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Decrease the Amount of Time You Sit For Your Health

6 Ways to Sit Less Every Day

We are pumped to share one of our favorite stories from Health.com here on our site.



By Sarah Kehoe

Need help being less sedentary? Here are the best ways to sit less and move more, from easiest to hardest.

Pace on the phone
Invest in a two-way speakerphone, a superlong phone-to-ear cord, or a quality headset so you can be more mobile while you chat.

Even if you simply stand while on the phone, you'll naturally shift from leg to leg.

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Putter after eating
Or take a quick walk postmeals. The fat levels in your bloodstream are highest after eating, and simply moving around afterward increases the activity of lipoprotein lipase, which spurs your metabolism.

Opt for bar seats at restaurants
Sit on the front third of the bar stool. Spread your feet just wider than hip distance, so they're supporting a fair bit of your weight, and gently roll your hips forward, arching your back slightly.

This position is called "perching" — it maintains an S-shape in your spine and distributes your weight more evenly.

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Leave the seat at home
Whether you're going to a concert, tailgate, or park, don't bring a chair.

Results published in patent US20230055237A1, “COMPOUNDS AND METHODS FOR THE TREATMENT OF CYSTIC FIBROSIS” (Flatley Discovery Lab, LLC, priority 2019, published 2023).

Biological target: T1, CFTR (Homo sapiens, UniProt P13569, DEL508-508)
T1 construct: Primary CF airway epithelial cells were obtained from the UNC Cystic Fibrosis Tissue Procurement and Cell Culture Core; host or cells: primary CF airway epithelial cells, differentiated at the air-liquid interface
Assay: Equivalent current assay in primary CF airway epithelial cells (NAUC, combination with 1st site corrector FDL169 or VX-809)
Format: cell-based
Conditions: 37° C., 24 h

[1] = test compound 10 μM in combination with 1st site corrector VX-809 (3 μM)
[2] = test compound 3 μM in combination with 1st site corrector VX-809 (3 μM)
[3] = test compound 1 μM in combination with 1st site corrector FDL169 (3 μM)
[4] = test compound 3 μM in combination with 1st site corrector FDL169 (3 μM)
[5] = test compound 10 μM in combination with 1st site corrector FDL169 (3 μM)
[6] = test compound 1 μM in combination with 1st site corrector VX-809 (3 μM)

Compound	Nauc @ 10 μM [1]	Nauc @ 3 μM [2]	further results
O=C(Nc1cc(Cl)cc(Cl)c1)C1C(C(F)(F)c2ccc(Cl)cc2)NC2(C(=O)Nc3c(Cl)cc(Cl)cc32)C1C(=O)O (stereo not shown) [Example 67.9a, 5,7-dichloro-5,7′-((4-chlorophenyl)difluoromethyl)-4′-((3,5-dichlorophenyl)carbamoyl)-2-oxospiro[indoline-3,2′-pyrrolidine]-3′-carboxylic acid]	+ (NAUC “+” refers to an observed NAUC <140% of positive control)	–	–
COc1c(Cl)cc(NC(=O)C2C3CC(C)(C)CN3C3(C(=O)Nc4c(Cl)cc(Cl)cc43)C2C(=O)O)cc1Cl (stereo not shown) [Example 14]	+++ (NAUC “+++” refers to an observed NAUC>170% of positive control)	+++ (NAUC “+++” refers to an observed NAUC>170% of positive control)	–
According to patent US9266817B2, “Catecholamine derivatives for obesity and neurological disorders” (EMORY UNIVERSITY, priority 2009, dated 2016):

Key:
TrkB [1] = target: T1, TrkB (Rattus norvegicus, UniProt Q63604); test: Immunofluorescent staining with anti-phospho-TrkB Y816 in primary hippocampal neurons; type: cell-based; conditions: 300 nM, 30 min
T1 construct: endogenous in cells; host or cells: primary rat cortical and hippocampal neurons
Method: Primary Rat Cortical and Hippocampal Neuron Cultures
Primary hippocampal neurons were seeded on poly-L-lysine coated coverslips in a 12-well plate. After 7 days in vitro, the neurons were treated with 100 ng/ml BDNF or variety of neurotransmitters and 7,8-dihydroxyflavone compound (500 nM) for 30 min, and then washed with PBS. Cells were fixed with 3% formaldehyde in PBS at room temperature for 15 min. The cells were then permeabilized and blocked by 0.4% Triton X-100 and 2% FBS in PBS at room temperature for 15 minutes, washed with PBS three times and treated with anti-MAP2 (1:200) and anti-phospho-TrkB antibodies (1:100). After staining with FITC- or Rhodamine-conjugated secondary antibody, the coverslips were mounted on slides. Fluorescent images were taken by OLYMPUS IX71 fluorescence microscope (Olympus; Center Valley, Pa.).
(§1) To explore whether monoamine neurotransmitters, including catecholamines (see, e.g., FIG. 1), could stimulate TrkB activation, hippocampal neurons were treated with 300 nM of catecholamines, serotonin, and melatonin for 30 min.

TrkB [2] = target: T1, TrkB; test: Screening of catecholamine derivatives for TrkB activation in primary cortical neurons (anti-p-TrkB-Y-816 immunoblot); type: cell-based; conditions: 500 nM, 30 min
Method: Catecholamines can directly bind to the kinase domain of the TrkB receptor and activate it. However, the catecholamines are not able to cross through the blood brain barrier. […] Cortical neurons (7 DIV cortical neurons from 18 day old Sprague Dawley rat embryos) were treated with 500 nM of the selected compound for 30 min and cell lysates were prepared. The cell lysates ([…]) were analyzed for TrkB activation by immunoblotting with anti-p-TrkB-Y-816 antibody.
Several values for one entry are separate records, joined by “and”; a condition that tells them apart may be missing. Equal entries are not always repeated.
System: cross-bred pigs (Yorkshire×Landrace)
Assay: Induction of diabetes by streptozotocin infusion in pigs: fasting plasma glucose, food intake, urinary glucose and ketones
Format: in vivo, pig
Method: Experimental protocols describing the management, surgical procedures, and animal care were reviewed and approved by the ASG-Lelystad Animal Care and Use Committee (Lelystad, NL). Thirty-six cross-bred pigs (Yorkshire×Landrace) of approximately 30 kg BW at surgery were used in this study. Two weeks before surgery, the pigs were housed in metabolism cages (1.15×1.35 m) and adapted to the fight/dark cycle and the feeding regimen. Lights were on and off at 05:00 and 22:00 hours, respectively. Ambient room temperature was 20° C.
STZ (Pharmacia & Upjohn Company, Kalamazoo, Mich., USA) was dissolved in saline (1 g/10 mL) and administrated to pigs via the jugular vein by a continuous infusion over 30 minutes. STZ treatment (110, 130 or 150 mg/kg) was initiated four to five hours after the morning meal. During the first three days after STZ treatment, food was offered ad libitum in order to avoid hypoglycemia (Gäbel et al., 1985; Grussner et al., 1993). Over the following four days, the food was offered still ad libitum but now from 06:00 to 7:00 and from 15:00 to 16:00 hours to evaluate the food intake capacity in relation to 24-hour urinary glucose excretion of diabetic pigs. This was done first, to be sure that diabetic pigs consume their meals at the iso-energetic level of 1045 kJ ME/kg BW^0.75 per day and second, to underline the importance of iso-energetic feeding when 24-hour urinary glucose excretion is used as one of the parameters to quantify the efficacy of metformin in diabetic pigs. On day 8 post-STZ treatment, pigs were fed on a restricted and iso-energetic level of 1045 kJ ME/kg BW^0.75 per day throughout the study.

You'll find that if you don't have one, you stand the whole time or naturally move back and forth between your blanket and standing, says Marc Hamilton, PhD, a microbiologist at the Pennington Biomedical Research Center.

More suggestions for giving up the chair after the break.

Do stuff in person
Instead of emailing or calling a co-worker, walk over to her desk. Stand in your colleague's office to discuss things or suggest taking a walk to chat.

"Within two weeks, you could get addicted to walking and working," says James Levine, MD, an obesity researcher at the Mayo Clinic.

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Create multiple workstations
Hear us out: they can all be at the same desk. The idea is to allow your body to rotate between different positions throughout the day.

Create an area where you can stand while doing work (try putting a box or milk crate covered with fabric on top of your desk, to rest your computer on), a stool to perch on (and a perch-level surface — slipping a few books under your monitor will do), and, if you can, a floor-level seating area, where you'll land to read that oh-so-important memo.

Sitting cross-legged naturally rolls your pelvis forward and maintains the S-curve. Move from one area to the next as you feel like it.

Source: Thinkstock
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